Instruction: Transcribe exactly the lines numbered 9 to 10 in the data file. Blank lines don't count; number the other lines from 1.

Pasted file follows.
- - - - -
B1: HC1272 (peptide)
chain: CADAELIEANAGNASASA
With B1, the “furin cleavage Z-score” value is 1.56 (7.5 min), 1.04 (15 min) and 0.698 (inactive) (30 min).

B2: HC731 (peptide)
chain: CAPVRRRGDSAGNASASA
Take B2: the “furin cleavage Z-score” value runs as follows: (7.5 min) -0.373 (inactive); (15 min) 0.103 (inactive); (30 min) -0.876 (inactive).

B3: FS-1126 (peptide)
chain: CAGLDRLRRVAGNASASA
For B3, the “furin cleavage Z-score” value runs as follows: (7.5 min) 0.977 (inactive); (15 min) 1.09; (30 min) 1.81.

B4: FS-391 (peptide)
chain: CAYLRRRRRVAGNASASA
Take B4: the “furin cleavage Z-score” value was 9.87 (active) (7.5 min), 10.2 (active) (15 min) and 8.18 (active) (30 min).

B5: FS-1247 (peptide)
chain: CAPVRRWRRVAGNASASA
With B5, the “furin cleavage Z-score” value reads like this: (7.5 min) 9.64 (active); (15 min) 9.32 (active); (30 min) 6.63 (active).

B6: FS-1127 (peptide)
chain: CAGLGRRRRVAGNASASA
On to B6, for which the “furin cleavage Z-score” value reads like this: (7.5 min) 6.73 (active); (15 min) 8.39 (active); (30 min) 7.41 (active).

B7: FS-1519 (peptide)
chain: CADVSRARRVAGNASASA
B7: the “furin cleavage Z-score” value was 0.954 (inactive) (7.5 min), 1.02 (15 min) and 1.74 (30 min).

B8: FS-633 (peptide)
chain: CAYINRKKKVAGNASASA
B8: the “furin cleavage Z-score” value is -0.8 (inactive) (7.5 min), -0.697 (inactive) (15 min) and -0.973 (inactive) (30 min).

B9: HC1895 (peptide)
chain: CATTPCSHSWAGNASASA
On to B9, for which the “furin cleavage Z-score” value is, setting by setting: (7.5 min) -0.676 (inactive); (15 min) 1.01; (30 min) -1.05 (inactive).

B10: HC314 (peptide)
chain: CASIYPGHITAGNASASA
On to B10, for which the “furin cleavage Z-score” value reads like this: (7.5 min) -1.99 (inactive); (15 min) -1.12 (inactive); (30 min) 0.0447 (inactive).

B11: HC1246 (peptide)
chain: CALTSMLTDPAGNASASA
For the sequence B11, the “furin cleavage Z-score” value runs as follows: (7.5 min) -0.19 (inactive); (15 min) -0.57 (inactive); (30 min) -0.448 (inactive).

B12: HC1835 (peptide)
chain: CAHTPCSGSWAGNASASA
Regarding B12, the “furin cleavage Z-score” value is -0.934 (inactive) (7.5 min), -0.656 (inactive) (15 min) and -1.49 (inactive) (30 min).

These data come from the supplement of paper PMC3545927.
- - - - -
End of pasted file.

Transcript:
For B3, the “furin cleavage Z-score” value runs as follows: (7.5 min) 0.977 (inactive); (15 min) 1.09; (30 min) 1.81.

B4: FS-391 (peptide)